A dozen lawmakers representing the Chesapeake Bay region have signed onto bills in the General Assembly this year that would change the way the way the state manages menhaden, a fish used to make fish meal, fish oil and other products.Menhaden are unique, at least in Virginia, in that they are regulated directly by the legislature and not by the states designated resource agency, the Marine Resources Commission. This is a result of lobbying by Omega, and the town that support it's fishery, to keep the harvest as large as possible. I strongly favor taking the job away from the politicians, and giving it back to the professional fisheries managers, who are at least a little protected from the direct political pressure, and most often at least intend to do the right thing to maintain the fishery, and the ecosystem that depends on them.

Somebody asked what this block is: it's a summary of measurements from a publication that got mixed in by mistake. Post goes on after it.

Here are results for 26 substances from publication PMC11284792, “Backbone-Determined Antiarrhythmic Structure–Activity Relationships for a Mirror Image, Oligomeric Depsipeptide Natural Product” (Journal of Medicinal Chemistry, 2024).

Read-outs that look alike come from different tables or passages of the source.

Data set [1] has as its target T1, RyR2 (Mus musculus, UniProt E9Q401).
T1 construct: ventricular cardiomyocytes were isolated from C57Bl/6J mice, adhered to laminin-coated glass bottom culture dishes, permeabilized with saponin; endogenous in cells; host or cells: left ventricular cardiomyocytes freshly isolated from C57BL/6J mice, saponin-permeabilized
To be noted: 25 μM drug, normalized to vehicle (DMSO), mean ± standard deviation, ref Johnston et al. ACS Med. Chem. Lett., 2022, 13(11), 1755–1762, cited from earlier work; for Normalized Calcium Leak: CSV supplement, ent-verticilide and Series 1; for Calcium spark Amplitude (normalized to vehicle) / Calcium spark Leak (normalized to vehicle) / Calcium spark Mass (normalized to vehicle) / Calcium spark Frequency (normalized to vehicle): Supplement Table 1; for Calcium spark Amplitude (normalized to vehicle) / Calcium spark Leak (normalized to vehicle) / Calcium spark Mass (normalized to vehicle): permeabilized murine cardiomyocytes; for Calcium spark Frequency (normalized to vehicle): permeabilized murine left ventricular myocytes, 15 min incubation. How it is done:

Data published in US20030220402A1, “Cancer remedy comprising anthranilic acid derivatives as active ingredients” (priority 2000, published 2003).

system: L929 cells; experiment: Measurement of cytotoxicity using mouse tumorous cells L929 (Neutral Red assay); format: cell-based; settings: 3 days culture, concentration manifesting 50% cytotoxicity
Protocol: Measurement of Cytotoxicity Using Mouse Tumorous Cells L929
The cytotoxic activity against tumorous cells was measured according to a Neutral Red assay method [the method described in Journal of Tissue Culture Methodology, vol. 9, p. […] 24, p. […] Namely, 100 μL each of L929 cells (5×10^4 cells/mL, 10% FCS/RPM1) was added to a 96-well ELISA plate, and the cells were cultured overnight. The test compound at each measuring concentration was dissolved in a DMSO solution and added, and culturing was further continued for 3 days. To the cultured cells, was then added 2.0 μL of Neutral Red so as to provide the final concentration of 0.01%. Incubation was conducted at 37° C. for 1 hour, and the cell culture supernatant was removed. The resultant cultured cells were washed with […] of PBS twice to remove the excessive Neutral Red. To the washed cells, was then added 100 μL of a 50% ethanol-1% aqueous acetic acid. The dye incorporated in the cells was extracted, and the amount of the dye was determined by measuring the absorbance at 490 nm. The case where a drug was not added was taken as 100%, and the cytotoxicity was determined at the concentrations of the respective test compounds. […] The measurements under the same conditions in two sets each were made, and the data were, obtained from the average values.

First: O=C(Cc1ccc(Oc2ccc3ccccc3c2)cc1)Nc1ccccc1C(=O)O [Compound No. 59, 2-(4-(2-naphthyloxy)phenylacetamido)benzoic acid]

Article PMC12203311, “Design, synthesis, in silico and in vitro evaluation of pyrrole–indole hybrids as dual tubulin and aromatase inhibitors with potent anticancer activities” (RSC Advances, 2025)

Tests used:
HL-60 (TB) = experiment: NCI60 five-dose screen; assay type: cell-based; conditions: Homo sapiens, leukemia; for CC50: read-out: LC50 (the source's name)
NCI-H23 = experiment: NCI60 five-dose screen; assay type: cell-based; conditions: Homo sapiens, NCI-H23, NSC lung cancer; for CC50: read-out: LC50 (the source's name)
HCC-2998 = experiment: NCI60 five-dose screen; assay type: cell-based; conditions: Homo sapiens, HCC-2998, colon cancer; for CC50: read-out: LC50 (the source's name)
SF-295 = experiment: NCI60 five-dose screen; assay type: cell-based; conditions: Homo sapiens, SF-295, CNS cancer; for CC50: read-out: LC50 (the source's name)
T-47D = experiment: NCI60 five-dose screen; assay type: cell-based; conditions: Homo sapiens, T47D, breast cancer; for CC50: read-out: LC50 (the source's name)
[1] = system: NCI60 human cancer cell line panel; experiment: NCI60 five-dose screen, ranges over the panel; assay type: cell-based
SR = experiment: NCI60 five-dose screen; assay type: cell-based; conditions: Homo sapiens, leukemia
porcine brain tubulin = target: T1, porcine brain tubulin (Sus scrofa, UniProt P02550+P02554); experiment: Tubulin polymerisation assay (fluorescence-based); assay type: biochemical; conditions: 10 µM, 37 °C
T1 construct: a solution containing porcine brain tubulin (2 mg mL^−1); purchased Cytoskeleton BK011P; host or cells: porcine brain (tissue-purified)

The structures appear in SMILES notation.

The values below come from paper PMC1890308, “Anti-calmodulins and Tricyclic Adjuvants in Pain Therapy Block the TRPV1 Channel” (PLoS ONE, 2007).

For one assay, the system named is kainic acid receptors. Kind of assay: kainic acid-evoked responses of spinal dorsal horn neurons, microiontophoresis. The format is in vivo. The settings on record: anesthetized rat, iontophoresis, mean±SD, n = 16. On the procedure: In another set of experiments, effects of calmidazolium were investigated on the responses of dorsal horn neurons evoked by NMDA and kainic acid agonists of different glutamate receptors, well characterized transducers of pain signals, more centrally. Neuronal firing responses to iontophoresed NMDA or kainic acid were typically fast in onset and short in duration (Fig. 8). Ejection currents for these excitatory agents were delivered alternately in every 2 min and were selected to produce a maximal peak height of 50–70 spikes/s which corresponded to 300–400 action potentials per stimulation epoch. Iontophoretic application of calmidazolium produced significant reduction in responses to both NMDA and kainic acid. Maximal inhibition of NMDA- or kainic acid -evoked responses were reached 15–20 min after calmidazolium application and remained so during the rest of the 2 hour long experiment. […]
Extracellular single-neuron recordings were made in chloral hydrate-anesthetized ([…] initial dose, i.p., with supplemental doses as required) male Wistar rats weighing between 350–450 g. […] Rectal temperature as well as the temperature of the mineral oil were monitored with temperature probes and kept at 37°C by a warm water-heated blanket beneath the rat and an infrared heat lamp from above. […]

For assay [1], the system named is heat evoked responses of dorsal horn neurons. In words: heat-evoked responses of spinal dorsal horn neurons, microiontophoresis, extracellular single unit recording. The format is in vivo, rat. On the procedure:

Del. Barry Knight, a Republican from Virginia Beach, who long sought to rein in the fishery, tells the Virginian-Pilot that there's an unprecedented level of support for menhaden-related legislation this year.
Knight is pushing legislation that would let the Virginia Marine Resources Commission regulate menhaden.
But Omega Protein Corp., which turns menhaden into other products, opposes the move. It says the General Assembly, not the Marine Resources Commission, should control the fishery's fate.